Grace, the Best Karma

A recent commercial for kleenex facial tissues shows a Buddhist monk walking along a path. Because he’s a believer in karma, he’s careful not to step on a turned-over turtle. He rights it and goes on his way. Then he gently helps a stranded spider. Finally, he blows his nose with a Kleenex. But to his horror, the Kleenex box reads, “Antibacterial tissues. Kills 99.8% of bacteria.” Uh oh—bad karma.

The concept of karma is one we hear often and may even joke about even if we don’t fully understand it. But karma has interesting implications for Christians, even though it’s not a doctrine we usually embrace.

The doctrine of karma is a common concept in Hinduism, Buddhism, and New Age thought. Believers in karma say that our state in this life is a direct result of our actions (both physical and mental) in past incarnations, and that our actions in this life can determine our destiny in future incarnations.

Karma implies both an action and a reaction. Our actions have consequences—some immediate, some delayed. Individuals bear responsibility for all their actions and cannot escape the consequences, although good actions can atone for bad actions. This is why people who believe in karma feel compelled to do good deeds.

But here’s where it gets interesting. The Christian faith shares this point of view with respect to diagnosing the source of our misery: it’s karma.

Christianity, Hinduism, and Buddhism agree that our misery stems from “bad karma”—in other words, we reap what we sow (Gal. 6:7). We have sown sin and are reaping death (Rom. 6:23). We have rejected God’s love and chosen alienation.

The difference, however, lies in the prognosis. People who subscribe to the doctrine of karma do good deeds so their good karma will outweigh their bad karma, insuring a better reincarnation in the life to come. Christians, on the other hand, believe that since we are unable to escape the ultimate consequence of our “bad karma” (whose wages is death), we need to trust in the “good karma” of Jesus Christ, which is grace.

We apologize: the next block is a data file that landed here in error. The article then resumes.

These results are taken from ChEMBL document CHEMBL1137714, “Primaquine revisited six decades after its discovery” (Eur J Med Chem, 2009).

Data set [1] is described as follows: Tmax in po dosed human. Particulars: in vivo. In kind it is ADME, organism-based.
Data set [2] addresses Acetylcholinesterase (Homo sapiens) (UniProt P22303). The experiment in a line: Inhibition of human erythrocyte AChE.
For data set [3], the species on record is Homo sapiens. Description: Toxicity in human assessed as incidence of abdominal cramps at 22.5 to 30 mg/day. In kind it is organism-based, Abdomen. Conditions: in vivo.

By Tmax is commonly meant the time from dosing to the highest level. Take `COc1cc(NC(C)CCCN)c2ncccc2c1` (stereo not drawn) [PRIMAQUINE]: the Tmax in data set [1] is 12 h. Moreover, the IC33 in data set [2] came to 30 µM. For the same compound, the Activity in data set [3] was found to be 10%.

When we receive the good deeds of Jesus shown on the cross, we affirm that the “good karma” of Jesus outweighs our own bad karma. Or as Heidelberg Catechism Q&A 86 puts it, “We have been delivered from our misery by God’s grace alone through Christ.”

Not only does Jesus’ “good karma” outweigh our “bad karma,” it completely erases it.

And we don’t reincarnate as a snake or a dove depending on the accounts of our karma, but we will have a glorious and heavenly human body along with Jesus Christ.

Having broken the vicious and unending cycle of “bad karma,” the Christian does good deeds not to earn salvation but as an expression of gratitude for the “good karma” of Jesus’ grace. “We do good because Christ by his Spirit is also renewing us to be like himself, so that in all our living we may show that we are thankful to God for all he has done for us, and so that he may be praised through us” (Q&A 86).

But there’s more. Since we are baptized in the “good karma” of Christ, we become vessels of his grace, so that he may pour it out where and when he chooses. As Q&A 86 continues, “We do good so that we may be assured of our faith by its fruits, and so that by our godly living our neighbors may be won over to Christ.”

Indeed, grace is the best karma.


For Discussion
  1. Are you familiar with the term karma? Where have you heard it used?
  2. What is your reaction to Rev. Ko’s use of the word karma to describe the Christian understanding of grace? What new insights have you gained from his example?
  3. What is your motive to do good deeds? Does God work through your will or in spite of it?
  4. How can you best share the good news of God’s saving grace with those you meet?
  5. Do our present deeds have consequences for us in the life to come? If so, what are they?

About the Author

Victor Ko is a church planter with mosaicHouse in Edmonton, Alberta.

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